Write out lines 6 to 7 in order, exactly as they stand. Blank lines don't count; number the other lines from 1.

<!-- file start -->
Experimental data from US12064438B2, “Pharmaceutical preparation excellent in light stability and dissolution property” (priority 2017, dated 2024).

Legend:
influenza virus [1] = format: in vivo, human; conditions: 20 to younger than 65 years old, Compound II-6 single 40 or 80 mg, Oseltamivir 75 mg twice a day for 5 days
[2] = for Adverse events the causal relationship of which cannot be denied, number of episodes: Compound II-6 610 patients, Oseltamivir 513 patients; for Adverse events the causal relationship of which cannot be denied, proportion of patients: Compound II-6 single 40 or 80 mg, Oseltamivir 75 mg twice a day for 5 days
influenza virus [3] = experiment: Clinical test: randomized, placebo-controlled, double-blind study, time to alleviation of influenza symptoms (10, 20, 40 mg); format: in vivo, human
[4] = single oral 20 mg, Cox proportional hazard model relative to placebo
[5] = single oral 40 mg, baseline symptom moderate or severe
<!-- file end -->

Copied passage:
[4] = single oral 20 mg, Cox proportional hazard model relative to placebo
[5] = single oral 40 mg, baseline symptom moderate or severe